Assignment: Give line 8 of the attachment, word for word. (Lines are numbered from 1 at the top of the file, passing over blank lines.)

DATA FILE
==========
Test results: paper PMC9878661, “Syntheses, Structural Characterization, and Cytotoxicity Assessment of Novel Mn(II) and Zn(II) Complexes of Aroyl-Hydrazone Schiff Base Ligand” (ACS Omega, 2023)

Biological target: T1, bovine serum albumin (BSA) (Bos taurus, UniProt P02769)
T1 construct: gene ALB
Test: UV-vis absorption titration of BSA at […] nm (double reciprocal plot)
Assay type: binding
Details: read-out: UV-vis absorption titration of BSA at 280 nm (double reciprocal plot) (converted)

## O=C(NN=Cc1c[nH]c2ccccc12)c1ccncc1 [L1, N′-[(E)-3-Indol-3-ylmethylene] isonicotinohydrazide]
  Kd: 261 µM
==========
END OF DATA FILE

  Kd: 261 µM